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updated: 2/18/2012 6:58 PM

St. Charles farm shows kids the ins and outs of raising chickens

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  • Tessa Muenz, 3, of St. Charles, touches a chicken during a hands-on tour and seminar Saturday at Primrose Farm in St. Charles.

       Tessa Muenz, 3, of St. Charles, touches a chicken during a hands-on tour and seminar Saturday at Primrose Farm in St. Charles.
    George Leclaire | Staff Photographer

  • Children who attended the hands-on tour and seminar Saturday at Primrose Farm got a chance to feed the chickens with the help of domestic interpreter Kelly Lienza. Their families went home with a gift of a dozen eggs.

       Children who attended the hands-on tour and seminar Saturday at Primrose Farm got a chance to feed the chickens with the help of domestic interpreter Kelly Lienza. Their families went home with a gift of a dozen eggs.
    George Leclaire | Staff Photographer

 
 

Children sure do ask interesting questions when they learn about chickens.

Questions such as "Do chickens like fire?"

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Tessa Muenz, 3, of St. Charles, asked this at a class Saturday at Primrose Farm Park in St. Charles.

But St. Charles Park District employee Kelly Lienza took the question in stride: "No. They are very flammable," she replied.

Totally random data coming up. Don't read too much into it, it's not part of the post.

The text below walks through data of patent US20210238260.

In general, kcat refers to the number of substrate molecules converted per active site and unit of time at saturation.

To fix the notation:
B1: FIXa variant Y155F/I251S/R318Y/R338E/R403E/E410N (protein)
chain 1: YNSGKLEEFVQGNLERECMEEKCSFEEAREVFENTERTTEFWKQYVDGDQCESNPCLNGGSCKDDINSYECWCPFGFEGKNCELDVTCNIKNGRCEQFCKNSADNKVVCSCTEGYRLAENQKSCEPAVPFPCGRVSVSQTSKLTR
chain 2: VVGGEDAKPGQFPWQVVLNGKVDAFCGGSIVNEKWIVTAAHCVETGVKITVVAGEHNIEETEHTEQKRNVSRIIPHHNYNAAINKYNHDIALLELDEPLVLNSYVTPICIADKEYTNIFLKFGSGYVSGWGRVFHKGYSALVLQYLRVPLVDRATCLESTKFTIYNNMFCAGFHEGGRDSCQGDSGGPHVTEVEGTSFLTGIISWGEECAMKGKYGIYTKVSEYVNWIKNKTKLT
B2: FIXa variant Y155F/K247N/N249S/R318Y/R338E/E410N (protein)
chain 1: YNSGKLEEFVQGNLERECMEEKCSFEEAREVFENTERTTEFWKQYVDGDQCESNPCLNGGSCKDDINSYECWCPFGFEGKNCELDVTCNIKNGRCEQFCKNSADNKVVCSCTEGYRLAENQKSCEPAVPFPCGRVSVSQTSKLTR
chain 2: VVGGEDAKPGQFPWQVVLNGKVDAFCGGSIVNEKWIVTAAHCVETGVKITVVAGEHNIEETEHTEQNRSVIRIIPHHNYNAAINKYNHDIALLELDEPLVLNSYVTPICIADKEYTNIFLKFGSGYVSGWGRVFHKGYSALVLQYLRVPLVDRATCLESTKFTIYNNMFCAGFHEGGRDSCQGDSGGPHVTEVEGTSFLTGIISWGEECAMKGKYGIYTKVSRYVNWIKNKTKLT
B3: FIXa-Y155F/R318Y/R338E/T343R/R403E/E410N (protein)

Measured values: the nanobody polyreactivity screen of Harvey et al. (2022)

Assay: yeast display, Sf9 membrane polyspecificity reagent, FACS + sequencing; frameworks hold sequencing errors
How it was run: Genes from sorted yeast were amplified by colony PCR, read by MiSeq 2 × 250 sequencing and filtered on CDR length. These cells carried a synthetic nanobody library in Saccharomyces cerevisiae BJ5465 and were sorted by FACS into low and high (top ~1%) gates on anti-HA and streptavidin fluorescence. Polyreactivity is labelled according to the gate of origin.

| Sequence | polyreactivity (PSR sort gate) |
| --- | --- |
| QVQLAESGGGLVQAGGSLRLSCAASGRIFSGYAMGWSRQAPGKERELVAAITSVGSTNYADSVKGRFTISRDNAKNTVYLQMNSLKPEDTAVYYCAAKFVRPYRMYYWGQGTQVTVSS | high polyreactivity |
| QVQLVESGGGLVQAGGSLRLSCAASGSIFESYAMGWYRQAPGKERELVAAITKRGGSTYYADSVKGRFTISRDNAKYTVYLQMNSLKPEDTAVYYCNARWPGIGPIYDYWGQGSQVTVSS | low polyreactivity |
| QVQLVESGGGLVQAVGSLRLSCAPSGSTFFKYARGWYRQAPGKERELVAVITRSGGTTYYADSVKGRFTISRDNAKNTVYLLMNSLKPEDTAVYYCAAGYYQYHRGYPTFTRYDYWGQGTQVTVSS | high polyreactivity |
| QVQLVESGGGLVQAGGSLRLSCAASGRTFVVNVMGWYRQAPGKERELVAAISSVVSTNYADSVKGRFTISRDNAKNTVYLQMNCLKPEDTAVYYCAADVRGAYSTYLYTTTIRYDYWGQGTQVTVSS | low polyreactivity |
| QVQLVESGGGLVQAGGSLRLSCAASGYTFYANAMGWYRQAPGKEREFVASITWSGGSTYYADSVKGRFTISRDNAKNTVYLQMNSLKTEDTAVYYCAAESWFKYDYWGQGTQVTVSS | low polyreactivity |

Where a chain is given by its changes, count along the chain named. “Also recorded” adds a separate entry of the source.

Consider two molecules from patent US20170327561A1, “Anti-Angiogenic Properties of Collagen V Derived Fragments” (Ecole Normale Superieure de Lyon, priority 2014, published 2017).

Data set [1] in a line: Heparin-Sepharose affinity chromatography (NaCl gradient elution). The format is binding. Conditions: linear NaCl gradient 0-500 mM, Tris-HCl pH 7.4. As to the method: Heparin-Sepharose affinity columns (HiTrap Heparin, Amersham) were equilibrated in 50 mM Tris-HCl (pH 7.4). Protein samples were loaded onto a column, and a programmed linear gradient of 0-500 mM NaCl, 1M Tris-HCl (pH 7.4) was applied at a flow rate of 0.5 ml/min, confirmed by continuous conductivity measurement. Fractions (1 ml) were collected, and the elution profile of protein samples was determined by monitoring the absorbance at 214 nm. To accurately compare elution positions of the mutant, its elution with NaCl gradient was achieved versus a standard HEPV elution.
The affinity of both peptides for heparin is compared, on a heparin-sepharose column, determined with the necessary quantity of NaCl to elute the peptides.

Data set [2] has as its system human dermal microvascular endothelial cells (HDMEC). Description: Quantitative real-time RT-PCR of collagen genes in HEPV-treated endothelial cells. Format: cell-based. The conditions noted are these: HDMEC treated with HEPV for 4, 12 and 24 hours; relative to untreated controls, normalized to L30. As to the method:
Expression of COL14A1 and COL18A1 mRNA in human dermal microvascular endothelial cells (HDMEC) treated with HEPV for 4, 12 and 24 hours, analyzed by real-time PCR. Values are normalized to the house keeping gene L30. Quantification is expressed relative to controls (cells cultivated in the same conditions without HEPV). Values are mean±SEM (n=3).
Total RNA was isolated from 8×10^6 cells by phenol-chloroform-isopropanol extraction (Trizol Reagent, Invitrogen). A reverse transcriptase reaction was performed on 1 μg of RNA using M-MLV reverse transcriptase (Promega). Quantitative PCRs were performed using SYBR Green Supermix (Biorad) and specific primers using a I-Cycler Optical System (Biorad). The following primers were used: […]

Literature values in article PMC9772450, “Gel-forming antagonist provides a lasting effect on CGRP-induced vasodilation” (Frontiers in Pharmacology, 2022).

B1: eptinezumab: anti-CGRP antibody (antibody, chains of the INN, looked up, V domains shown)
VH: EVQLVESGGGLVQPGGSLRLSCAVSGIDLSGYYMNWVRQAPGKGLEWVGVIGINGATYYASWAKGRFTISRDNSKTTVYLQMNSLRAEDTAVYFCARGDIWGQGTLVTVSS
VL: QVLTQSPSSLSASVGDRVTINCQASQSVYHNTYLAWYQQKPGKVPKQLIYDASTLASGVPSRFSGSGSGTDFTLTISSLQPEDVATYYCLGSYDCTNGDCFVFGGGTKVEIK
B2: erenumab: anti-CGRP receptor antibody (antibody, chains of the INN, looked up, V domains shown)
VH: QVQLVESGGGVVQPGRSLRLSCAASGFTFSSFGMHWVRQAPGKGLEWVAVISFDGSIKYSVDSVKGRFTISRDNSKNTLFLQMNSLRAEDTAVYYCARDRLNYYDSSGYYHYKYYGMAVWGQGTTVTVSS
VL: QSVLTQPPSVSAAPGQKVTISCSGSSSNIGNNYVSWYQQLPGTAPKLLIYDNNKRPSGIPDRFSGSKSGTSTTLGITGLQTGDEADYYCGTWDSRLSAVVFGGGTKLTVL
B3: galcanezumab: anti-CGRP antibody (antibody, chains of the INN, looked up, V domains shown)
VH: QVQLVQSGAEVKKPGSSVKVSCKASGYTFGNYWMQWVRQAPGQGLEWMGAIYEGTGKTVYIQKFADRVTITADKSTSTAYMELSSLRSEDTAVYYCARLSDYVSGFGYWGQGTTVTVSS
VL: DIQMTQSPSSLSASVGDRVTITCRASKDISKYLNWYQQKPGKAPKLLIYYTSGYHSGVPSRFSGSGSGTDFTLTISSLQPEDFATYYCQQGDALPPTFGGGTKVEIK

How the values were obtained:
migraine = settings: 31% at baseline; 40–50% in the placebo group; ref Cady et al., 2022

Lienza is a domestic interpreter at the farm.

Primrose Farm, at 5N726 Crane Road, is a former dairy farm. The district is restoring it to operate much as it would have in the 1930s.

That means Lienza -- dressed like a 1930s housewife in a kerchief, floral-print wrap dress, apron and rubber boots -- feeds and cleans up after chickens.

"An apron is really essential for living on a farm," Lienza said, showing how she flaps it to chase chickens in to the coop at night, and how it protects her clothing from dirt.

Taking care of the chickens would have been a woman's job, she explained, because chickens weren't the moneymakers of the operation -- the dairy cows were. The housewife would use money from selling the eggs for things like sewing notions and groceries -- thus the terms "butter-and-egg money" and "nest egg."

The coop can hold as many as 400 chickens, but the most the district has had is 200. It recently got rid of some roosters, as there were too many. "The hens were too pestered" to lay eggs, Lienza said.

The kids got to feed the 35 Columbian Wyandotte hens and roosters in a coop and a fenced-in yard, and they even collected 23 eggs. The park sells the eggs, at $3.50 per dozen, at its farm stand in the summer and in its office all year. A mom asked if you can taste the difference between them and store-bought eggs.

"They taste more eggy," Lienza said.

The farm sells fertilized eggs to Chicago's Museum of Science and Industry for its well-known Baby Chick Hatchery. The farm also buys chicks from local schools that have hatched them for science projects. And every couple of years it orders chicks from a supplier, to bring in a fresh, pure Columbian Wyandotte bloodline to keep the flock healthy.

The farm also has Belgian draft horses, pigs, sheep and dairy cows.

"Dairy cows are the sports car of the dairy world," Lienza said, noting they are bred for prodigious milk production, not for meat.

For more information about classes and special events, visit stcparks.org/VW-Systems/Flipbook/flipbook.asp.

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